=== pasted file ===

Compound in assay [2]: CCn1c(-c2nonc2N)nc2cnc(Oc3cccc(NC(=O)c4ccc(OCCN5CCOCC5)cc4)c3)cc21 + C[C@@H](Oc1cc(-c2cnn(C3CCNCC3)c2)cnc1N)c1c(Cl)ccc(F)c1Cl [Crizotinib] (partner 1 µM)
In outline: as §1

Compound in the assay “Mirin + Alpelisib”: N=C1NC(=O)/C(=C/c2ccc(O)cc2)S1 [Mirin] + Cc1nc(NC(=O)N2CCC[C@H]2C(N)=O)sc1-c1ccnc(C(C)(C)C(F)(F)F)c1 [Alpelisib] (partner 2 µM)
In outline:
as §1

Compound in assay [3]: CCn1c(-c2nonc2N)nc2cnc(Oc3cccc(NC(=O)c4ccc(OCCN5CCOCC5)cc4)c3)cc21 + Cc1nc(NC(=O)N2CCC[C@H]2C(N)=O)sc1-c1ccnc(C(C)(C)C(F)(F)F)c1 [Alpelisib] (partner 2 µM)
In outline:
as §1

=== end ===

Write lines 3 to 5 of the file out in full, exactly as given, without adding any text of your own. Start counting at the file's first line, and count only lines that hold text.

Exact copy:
Compound in the assay “Mirin + Alpelisib”: N=C1NC(=O)/C(=C/c2ccc(O)cc2)S1 [Mirin] + Cc1nc(NC(=O)N2CCC[C@H]2C(N)=O)sc1-c1ccnc(C(C)(C)C(F)(F)F)c1 [Alpelisib] (partner 2 µM)
In outline:
as §1